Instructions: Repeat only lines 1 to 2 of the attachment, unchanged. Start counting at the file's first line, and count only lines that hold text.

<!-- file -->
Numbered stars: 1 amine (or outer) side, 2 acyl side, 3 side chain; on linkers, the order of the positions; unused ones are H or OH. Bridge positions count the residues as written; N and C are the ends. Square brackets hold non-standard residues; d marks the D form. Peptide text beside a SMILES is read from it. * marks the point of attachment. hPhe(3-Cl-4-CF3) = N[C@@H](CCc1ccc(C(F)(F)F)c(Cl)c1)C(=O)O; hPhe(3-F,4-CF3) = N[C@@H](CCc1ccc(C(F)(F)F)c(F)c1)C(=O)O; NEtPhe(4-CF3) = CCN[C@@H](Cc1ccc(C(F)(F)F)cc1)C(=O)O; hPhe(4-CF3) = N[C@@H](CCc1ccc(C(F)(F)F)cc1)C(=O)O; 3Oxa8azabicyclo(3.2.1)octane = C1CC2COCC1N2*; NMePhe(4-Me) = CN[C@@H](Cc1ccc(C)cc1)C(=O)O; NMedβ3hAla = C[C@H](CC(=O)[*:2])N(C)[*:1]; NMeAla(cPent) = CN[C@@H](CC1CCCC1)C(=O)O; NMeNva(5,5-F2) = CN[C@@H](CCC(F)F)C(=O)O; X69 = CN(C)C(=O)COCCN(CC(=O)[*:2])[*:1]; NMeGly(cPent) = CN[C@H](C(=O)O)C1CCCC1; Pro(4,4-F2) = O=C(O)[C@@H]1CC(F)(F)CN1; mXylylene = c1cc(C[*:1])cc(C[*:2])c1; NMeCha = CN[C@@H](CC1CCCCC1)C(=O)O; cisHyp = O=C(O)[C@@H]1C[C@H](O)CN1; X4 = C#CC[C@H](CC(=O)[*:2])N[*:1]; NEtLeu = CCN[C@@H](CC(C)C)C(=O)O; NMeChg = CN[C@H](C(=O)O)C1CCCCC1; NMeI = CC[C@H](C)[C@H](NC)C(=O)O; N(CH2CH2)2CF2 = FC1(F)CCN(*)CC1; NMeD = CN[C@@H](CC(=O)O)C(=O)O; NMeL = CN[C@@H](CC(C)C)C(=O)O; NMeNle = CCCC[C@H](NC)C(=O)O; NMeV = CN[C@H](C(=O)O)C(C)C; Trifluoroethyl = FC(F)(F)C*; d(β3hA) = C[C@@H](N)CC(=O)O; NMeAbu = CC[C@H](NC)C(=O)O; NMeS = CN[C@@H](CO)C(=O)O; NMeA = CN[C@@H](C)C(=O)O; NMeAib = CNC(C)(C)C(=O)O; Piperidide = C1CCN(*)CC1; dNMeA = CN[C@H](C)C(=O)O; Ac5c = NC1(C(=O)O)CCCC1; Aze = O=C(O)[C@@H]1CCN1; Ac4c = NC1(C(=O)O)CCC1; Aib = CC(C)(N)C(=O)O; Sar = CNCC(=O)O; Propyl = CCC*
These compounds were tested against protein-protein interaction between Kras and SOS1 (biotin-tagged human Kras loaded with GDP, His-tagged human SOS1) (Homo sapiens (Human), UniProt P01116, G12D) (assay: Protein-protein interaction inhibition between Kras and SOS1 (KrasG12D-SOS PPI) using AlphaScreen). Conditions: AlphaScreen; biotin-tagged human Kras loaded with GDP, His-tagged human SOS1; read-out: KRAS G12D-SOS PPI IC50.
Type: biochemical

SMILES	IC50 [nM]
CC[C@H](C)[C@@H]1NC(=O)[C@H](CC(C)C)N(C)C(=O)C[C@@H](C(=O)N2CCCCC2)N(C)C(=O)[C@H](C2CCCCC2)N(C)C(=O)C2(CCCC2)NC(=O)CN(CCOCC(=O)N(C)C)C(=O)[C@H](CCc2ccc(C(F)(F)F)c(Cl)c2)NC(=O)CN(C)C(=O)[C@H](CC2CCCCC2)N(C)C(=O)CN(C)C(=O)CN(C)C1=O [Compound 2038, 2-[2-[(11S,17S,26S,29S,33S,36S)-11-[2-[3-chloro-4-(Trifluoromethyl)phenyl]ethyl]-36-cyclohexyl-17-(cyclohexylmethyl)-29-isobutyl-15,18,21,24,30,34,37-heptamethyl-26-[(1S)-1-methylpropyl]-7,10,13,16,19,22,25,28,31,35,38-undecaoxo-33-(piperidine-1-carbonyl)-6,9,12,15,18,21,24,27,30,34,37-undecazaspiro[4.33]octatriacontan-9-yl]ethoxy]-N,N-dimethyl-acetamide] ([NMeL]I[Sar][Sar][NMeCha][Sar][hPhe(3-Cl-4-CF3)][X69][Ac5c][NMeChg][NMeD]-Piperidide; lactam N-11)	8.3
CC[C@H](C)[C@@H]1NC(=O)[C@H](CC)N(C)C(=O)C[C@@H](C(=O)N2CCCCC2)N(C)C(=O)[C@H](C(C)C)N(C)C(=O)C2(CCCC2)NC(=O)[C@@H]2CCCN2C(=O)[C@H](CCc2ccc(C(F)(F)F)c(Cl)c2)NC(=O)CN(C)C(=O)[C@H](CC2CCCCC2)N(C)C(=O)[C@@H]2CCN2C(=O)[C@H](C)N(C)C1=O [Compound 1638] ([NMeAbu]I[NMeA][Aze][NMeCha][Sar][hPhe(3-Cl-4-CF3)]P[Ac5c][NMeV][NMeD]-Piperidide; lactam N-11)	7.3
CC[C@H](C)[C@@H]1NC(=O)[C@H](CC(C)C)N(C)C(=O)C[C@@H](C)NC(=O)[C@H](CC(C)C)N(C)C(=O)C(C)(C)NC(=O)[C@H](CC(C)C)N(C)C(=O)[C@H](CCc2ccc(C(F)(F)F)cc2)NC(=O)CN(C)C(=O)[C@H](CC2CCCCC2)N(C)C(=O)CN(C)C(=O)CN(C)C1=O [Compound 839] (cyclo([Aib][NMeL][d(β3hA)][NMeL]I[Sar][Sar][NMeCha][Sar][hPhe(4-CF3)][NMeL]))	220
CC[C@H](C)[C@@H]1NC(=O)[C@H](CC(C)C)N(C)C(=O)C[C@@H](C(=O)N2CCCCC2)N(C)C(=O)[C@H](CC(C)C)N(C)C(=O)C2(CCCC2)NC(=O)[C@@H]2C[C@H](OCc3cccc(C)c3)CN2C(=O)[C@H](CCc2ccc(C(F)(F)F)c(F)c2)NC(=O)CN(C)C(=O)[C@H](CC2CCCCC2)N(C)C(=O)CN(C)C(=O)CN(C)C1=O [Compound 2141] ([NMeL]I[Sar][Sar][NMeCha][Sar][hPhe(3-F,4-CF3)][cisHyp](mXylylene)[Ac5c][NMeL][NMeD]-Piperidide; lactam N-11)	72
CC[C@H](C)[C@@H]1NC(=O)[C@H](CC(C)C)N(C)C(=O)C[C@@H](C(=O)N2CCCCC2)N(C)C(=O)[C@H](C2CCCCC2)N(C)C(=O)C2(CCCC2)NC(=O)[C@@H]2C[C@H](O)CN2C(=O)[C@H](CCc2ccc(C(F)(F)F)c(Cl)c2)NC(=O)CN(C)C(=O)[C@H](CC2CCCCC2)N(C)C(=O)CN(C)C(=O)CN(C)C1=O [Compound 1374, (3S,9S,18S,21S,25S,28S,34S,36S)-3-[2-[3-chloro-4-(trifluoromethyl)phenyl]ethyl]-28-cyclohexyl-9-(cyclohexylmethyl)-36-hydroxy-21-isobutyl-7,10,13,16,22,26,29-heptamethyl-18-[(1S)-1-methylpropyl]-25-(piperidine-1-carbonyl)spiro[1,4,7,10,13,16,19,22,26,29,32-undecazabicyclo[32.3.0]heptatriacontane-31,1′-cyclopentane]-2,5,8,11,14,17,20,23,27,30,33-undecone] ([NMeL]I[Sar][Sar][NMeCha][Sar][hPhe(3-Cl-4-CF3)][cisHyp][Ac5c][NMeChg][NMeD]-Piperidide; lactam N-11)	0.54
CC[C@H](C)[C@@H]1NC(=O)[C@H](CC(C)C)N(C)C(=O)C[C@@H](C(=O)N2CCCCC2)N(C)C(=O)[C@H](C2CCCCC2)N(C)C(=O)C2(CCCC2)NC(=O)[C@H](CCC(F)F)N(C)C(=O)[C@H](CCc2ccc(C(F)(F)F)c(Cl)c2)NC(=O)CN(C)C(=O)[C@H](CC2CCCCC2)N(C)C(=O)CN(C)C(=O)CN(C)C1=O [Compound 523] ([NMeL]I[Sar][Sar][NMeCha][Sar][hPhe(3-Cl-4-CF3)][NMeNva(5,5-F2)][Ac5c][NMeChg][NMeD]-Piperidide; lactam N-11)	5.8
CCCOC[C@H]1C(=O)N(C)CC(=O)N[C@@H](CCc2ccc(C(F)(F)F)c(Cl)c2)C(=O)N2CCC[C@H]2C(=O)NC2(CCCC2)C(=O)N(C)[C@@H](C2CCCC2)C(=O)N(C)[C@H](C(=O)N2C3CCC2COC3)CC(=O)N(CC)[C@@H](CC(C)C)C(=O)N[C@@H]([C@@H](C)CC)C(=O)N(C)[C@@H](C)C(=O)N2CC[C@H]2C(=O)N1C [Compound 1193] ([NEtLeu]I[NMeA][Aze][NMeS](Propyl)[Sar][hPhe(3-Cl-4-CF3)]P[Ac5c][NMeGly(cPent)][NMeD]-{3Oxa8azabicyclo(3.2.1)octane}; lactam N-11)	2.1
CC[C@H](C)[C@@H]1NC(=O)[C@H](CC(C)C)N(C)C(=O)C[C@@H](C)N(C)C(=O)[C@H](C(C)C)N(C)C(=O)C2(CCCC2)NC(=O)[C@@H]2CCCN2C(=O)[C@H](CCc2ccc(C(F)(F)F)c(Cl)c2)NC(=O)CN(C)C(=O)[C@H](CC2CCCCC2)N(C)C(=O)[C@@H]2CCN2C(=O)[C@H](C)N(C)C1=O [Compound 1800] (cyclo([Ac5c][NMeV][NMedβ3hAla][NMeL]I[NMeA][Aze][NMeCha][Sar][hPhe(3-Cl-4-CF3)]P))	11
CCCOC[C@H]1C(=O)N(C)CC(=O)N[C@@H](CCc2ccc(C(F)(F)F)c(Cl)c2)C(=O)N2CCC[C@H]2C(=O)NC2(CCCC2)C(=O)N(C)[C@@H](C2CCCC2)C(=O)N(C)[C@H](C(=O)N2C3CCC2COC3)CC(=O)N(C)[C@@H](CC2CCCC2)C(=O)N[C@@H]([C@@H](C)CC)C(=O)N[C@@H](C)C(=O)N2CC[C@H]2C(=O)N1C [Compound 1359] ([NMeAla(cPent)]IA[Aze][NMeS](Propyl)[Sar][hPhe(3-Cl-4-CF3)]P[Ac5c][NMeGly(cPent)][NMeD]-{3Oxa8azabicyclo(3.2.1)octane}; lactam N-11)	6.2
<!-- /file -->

Numbered stars: 1 amine (or outer) side, 2 acyl side, 3 side chain; on linkers, the order of the positions; unused ones are H or OH. Bridge positions count the residues as written; N and C are the ends. Square brackets hold non-standard residues; d marks the D form. Peptide text beside a SMILES is read from it. * marks the point of attachment. hPhe(3-Cl-4-CF3) = N[C@@H](CCc1ccc(C(F)(F)F)c(Cl)c1)C(=O)O; hPhe(3-F,4-CF3) = N[C@@H](CCc1ccc(C(F)(F)F)c(F)c1)C(=O)O; NEtPhe(4-CF3) = CCN[C@@H](Cc1ccc(C(F)(F)F)cc1)C(=O)O; hPhe(4-CF3) = N[C@@H](CCc1ccc(C(F)(F)F)cc1)C(=O)O; 3Oxa8azabicyclo(3.2.1)octane = C1CC2COCC1N2*; NMePhe(4-Me) = CN[C@@H](Cc1ccc(C)cc1)C(=O)O; NMedβ3hAla = C[C@H](CC(=O)[*:2])N(C)[*:1]; NMeAla(cPent) = CN[C@@H](CC1CCCC1)C(=O)O; NMeNva(5,5-F2) = CN[C@@H](CCC(F)F)C(=O)O; X69 = CN(C)C(=O)COCCN(CC(=O)[*:2])[*:1]; NMeGly(cPent) = CN[C@H](C(=O)O)C1CCCC1; Pro(4,4-F2) = O=C(O)[C@@H]1CC(F)(F)CN1; mXylylene = c1cc(C[*:1])cc(C[*:2])c1; NMeCha = CN[C@@H](CC1CCCCC1)C(=O)O; cisHyp = O=C(O)[C@@H]1C[C@H](O)CN1; X4 = C#CC[C@H](CC(=O)[*:2])N[*:1]; NEtLeu = CCN[C@@H](CC(C)C)C(=O)O; NMeChg = CN[C@H](C(=O)O)C1CCCCC1; NMeI = CC[C@H](C)[C@H](NC)C(=O)O; N(CH2CH2)2CF2 = FC1(F)CCN(*)CC1; NMeD = CN[C@@H](CC(=O)O)C(=O)O; NMeL = CN[C@@H](CC(C)C)C(=O)O; NMeNle = CCCC[C@H](NC)C(=O)O; NMeV = CN[C@H](C(=O)O)C(C)C; Trifluoroethyl = FC(F)(F)C*; d(β3hA) = C[C@@H](N)CC(=O)O; NMeAbu = CC[C@H](NC)C(=O)O; NMeS = CN[C@@H](CO)C(=O)O; NMeA = CN[C@@H](C)C(=O)O; NMeAib = CNC(C)(C)C(=O)O; Piperidide = C1CCN(*)CC1; dNMeA = CN[C@H](C)C(=O)O; Ac5c = NC1(C(=O)O)CCCC1; Aze = O=C(O)[C@@H]1CCN1; Ac4c = NC1(C(=O)O)CCC1; Aib = CC(C)(N)C(=O)O; Sar = CNCC(=O)O; Propyl = CCC*
These compounds were tested against protein-protein interaction between Kras and SOS1 (biotin-tagged human Kras loaded with GDP, His-tagged human SOS1) (Homo sapiens (Human), UniProt P01116, G12D) (assay: Protein-protein interaction inhibition between Kras and SOS1 (KrasG12D-SOS PPI) using AlphaScreen). Conditions: AlphaScreen; biotin-tagged human Kras loaded with GDP, His-tagged human SOS1; read-out: KRAS G12D-SOS PPI IC50.